Features: October 11th, 2002

An Alternative to Cross-charging

By Penny Banks

Cross-charging is getting the thumbs down from all directions. Health care and local government managers are concerned about proposals to impose penalties on social services who fail to prevent delayed discharges. The Health Select Committee’s report on delayed discharges acknowledged risks from cross-charging ‘that perverse incentives will be created that will undermine partnerships that have taken time to develop’. If penalties on either local government or the NHS are not the answer to incentivising partnerships and solving pressures in the service system, how can Government best support health and social services in their work together to integrate care? A recent seminar at the King’s Fund illustrated the gap between the hands-on experience of those making whole systems work and Government action to support this approach. The rhetoric is there to promote work across boundaries and recognise the interdependencies between agencies but political imperative to demonstrate quick results is encouraging old-style central control focusing on parts, not the whole, of the service system.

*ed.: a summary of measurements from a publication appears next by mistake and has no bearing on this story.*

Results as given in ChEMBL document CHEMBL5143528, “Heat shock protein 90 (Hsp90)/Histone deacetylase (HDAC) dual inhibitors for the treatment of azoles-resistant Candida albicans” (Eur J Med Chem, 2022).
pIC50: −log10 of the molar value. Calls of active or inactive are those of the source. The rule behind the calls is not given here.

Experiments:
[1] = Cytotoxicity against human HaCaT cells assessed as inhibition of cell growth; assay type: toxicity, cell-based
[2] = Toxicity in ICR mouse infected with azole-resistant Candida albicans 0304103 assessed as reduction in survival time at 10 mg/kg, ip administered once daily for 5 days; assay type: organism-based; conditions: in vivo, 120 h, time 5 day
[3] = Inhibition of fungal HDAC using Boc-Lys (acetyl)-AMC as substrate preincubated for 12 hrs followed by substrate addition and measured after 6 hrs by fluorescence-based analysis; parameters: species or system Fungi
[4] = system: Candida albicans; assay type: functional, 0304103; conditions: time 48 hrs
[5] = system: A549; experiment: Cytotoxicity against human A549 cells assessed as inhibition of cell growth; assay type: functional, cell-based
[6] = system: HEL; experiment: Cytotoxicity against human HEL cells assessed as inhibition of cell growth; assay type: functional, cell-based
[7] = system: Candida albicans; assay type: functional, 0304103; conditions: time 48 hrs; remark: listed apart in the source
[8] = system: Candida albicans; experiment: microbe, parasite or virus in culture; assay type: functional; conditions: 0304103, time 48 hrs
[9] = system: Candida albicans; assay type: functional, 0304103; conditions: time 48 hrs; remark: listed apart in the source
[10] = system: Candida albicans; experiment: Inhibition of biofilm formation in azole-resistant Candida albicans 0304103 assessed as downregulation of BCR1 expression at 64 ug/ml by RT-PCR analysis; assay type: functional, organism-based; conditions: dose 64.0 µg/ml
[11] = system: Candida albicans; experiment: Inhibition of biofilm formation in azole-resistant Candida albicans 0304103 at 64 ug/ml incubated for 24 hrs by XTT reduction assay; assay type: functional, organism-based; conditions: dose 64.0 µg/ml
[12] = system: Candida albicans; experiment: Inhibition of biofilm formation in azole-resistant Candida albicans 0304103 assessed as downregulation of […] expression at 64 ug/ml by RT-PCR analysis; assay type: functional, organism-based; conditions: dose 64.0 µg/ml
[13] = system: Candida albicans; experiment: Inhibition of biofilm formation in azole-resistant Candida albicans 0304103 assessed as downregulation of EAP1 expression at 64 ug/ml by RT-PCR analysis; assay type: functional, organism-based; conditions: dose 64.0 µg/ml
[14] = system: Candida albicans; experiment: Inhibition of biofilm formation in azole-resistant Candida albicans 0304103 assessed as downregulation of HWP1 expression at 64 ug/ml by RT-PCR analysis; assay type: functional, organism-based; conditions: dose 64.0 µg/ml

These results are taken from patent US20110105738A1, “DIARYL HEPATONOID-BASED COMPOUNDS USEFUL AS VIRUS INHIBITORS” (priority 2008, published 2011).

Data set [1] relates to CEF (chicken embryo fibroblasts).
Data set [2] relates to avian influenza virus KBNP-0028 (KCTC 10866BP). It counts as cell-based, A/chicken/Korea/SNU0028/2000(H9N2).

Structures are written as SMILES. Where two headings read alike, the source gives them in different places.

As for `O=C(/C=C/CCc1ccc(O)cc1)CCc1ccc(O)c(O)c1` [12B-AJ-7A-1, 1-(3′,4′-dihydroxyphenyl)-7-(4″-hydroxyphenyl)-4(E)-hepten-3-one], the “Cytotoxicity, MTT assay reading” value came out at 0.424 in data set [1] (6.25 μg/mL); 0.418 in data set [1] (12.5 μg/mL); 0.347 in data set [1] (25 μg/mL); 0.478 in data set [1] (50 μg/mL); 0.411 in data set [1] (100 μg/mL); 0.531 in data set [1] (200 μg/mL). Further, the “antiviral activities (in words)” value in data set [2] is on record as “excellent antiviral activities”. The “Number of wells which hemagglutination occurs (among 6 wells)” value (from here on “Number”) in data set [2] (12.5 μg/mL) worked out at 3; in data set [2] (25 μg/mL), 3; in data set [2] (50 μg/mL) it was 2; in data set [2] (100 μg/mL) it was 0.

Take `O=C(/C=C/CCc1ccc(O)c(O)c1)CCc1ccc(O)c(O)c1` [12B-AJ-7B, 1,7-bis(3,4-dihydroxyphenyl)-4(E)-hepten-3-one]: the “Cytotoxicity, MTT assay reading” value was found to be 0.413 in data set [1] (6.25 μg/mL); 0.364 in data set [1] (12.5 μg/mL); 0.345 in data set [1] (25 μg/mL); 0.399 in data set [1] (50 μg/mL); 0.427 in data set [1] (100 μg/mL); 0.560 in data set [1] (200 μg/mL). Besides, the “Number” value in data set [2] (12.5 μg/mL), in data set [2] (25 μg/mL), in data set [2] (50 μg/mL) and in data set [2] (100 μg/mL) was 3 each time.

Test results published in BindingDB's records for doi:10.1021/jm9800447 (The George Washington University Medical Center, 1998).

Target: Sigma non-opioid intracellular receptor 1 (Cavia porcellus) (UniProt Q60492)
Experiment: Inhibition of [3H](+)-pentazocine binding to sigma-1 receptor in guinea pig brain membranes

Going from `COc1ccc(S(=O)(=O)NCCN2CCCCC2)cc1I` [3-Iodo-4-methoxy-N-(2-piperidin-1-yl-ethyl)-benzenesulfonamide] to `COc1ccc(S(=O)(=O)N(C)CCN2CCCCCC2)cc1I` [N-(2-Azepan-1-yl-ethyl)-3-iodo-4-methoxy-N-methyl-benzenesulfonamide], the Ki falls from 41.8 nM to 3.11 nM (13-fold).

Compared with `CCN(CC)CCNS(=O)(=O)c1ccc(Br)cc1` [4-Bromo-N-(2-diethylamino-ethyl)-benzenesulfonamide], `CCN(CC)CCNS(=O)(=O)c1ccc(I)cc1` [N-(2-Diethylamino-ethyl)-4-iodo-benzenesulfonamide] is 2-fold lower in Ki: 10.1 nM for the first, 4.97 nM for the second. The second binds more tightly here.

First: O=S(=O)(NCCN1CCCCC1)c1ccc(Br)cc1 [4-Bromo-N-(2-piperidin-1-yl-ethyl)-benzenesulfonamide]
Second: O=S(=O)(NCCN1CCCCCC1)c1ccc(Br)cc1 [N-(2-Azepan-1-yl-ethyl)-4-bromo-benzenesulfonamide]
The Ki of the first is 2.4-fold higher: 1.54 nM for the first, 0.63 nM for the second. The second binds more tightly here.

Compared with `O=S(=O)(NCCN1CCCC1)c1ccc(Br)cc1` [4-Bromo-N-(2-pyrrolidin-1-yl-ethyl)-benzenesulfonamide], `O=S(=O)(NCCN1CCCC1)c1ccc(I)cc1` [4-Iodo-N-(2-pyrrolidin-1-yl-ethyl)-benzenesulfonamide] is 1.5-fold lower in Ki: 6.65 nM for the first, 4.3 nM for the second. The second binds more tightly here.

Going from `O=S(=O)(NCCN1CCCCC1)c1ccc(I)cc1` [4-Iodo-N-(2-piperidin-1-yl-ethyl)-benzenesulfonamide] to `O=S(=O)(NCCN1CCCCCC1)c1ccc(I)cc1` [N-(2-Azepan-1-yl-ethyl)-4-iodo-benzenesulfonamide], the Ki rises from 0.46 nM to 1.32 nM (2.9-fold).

There is agreement about the direction of travel and recognition that Government has laid an important framework for supporting health and social care partnerships, for example, by removing different legal and financial barriers. This has been significant in shifting the vision and mindset of different partners as well as allowing the integration of management and budgets. A range of models of integrated care are emerging for different service users. Partnerships are being developed to improve services which extend well beyond those using flexibilities. But as Government has staked its reputation on reformed public services by even larger investment, there is ever more pressure to show results. Proposals along the Swedish model of cross-charging have prompted debate about how best to incentivise these partnerships and the type of levers and support needed. Which approaches are most helpful and which are likely to have unintended consequences?